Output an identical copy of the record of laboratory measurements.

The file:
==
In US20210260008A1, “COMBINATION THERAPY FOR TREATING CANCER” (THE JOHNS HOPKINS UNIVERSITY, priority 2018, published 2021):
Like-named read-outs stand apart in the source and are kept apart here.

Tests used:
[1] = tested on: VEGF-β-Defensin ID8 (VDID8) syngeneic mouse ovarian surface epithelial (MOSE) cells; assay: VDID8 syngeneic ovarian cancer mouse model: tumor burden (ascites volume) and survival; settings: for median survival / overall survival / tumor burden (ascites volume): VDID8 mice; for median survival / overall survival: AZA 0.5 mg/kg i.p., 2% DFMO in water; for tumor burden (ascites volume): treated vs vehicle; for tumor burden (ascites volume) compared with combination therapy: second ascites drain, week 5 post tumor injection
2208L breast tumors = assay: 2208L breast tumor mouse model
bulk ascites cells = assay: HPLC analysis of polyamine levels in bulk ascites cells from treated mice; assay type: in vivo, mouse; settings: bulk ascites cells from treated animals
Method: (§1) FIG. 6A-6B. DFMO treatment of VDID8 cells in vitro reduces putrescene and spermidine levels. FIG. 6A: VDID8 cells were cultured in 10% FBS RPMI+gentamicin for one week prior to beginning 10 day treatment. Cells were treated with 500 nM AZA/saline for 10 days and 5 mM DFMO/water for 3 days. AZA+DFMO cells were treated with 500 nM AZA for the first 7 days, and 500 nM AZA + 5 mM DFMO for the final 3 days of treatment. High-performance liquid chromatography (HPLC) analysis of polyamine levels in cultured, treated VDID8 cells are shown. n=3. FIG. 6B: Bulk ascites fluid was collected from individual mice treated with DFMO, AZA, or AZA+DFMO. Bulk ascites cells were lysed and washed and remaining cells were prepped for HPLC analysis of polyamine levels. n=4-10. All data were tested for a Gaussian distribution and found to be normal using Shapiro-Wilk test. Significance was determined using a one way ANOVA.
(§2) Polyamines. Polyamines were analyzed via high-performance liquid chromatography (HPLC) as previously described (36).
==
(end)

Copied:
In US20210260008A1, “COMBINATION THERAPY FOR TREATING CANCER” (THE JOHNS HOPKINS UNIVERSITY, priority 2018, published 2021):
Like-named read-outs stand apart in the source and are kept apart here.

Tests used:
[1] = tested on: VEGF-β-Defensin ID8 (VDID8) syngeneic mouse ovarian surface epithelial (MOSE) cells; assay: VDID8 syngeneic ovarian cancer mouse model: tumor burden (ascites volume) and survival; settings: for median survival / overall survival / tumor burden (ascites volume): VDID8 mice; for median survival / overall survival: AZA 0.5 mg/kg i.p., 2% DFMO in water; for tumor burden (ascites volume): treated vs vehicle; for tumor burden (ascites volume) compared with combination therapy: second ascites drain, week 5 post tumor injection
2208L breast tumors = assay: 2208L breast tumor mouse model
bulk ascites cells = assay: HPLC analysis of polyamine levels in bulk ascites cells from treated mice; assay type: in vivo, mouse; settings: bulk ascites cells from treated animals
Method: (§1) FIG. 6A-6B. DFMO treatment of VDID8 cells in vitro reduces putrescene and spermidine levels. FIG. 6A: VDID8 cells were cultured in 10% FBS RPMI+gentamicin for one week prior to beginning 10 day treatment. Cells were treated with 500 nM AZA/saline for 10 days and 5 mM DFMO/water for 3 days. AZA+DFMO cells were treated with 500 nM AZA for the first 7 days, and 500 nM AZA + 5 mM DFMO for the final 3 days of treatment. High-performance liquid chromatography (HPLC) analysis of polyamine levels in cultured, treated VDID8 cells are shown. n=3. FIG. 6B: Bulk ascites fluid was collected from individual mice treated with DFMO, AZA, or AZA+DFMO. Bulk ascites cells were lysed and washed and remaining cells were prepped for HPLC analysis of polyamine levels. n=4-10. All data were tested for a Gaussian distribution and found to be normal using Shapiro-Wilk test. Significance was determined using a one way ANOVA.
(§2) Polyamines. Polyamines were analyzed via high-performance liquid chromatography (HPLC) as previously described (36).